Below is a slider quiz to test your ability to identify extended V-bottoms and trade them. Captions appear below the pictures in red for guidance, so be sure to scroll down far enough to read them.
1 / 7
I show a V-bottom chart pattern with an extension, as ABC on the slide. C is the extension. Think of the extension as a handle. Look for price to make a straight-line run
down (A to B) with few or no pauses, often fitting inside a channel. Price at the bottom of the V will form a one-day reversal, island reversal, or tail, usually on heavy volume,
perhaps gapping upward. After price reverses at the bottom (B), price climbs for a bit then moves sideways to down (C), in the extension, before continuing higher. The pattern should be 3
weeks to 3 months
wide. When price peaks on the right side of the pattern (D) and then retraces, the stock must close above that peak to stage a breakout. The breakout in this example happens at E. Let's
see if you can find some extended V-bottoms in the next slide.
2 / 7
Find as many extended V-bottoms as you can. For help, click here.
3 / 7
I show two extended V-bottoms on this chart. Care to try again in the next slide?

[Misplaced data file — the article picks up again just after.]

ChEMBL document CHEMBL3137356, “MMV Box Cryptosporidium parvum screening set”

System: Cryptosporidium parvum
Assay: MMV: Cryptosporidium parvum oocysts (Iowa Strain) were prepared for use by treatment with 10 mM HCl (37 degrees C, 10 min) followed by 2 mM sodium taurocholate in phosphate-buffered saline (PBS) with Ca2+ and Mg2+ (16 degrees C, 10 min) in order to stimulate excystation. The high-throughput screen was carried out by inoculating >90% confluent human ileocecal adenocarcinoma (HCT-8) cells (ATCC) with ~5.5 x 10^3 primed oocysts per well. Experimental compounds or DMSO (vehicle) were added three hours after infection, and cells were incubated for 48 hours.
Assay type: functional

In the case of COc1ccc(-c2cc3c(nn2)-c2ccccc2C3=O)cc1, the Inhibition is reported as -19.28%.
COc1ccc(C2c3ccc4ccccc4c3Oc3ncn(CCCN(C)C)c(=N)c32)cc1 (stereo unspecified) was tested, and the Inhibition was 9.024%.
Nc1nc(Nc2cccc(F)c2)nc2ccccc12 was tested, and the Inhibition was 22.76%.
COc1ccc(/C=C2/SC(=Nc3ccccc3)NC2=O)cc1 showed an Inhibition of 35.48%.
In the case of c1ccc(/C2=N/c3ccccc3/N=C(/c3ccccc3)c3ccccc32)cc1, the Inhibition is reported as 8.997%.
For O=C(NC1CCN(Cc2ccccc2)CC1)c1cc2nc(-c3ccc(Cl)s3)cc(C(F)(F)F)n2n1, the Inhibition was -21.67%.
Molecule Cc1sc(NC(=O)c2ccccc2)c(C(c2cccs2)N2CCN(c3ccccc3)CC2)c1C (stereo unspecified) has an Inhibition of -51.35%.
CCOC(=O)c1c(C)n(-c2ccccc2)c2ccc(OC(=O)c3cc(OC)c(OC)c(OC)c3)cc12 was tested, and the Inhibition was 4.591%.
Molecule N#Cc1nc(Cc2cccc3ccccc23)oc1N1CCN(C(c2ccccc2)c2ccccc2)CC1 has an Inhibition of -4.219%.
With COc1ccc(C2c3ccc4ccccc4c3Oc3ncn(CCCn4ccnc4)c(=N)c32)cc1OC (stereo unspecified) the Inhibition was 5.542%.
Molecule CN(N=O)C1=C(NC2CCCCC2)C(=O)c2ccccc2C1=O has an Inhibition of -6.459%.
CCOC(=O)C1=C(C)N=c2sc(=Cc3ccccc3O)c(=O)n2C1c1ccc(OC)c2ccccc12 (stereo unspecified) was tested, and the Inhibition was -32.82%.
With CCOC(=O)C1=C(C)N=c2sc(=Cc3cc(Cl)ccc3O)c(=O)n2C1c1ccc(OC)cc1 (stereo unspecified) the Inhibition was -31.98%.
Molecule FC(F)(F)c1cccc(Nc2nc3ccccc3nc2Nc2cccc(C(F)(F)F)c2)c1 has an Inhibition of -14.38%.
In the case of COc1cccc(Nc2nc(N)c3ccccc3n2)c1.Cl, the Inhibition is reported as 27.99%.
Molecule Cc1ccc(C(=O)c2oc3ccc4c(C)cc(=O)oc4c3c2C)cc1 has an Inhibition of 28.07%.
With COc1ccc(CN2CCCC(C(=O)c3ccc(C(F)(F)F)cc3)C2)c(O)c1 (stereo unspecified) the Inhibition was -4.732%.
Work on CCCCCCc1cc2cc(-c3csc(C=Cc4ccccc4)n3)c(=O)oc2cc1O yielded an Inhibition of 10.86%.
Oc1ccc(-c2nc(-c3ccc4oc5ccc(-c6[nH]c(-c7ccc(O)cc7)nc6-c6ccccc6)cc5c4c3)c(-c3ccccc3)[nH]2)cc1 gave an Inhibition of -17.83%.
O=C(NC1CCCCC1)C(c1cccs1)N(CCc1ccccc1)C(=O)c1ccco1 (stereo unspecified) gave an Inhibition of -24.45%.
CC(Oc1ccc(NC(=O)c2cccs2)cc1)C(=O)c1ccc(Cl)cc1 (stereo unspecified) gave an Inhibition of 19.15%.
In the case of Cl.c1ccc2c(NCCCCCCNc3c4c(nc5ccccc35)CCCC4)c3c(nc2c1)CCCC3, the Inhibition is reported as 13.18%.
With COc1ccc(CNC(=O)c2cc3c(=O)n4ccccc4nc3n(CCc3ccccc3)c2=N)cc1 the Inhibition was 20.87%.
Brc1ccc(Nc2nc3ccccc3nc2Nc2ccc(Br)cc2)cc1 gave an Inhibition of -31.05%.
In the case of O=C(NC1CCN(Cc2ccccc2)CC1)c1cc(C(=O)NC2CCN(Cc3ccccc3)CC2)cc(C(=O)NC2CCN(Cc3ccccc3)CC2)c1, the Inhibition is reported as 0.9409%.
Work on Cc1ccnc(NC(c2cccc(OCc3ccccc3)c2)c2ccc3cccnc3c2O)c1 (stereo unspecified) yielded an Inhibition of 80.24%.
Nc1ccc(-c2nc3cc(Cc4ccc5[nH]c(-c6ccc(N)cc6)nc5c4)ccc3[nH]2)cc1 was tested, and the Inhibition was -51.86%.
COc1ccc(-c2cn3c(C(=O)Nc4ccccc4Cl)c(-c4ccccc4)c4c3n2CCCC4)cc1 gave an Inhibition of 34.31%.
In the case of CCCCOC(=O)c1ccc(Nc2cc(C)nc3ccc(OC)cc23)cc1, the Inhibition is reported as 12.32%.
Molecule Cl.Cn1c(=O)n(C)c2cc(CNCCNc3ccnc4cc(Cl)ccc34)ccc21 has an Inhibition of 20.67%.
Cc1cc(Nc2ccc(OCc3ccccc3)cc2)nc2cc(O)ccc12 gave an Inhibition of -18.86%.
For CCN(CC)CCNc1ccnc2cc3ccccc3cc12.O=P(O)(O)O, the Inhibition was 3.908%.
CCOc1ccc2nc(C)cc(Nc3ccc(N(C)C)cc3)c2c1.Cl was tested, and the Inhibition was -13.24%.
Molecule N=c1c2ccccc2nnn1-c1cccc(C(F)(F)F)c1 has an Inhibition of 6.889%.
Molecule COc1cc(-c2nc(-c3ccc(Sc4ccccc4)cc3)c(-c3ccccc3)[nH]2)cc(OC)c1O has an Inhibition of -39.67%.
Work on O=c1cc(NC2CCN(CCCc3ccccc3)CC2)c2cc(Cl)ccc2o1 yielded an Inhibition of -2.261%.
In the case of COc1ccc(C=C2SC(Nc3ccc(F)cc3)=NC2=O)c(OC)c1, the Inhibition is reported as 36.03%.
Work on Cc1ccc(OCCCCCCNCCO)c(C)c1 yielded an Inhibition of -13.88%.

4 / 7
Find as many extended V-bottoms as you can.
5 / 7
This extended V-bottom drops from the peak at about $8 and gaps lower, making its way down to the V bottom where price reverses. It rises to B where the stock
moves lower initially but then tilts upward. A breakout occurs when the stock closes above the top of the right peak (B), which happens at A. On the next slide, we'll test how to trade them.
6 / 7
This is an extended V-bottom. Price peaks on the right at B, closes above it at A, signaling an upward breakout. How far up will price go? Will it stop at line C, D, E, or
none of the above? The answer is on the next slide.
7 / 7
The correct answer is line C as the chart shows. It's the ultimate high for this pattern (meaning price drops at least 20% below the peak at C).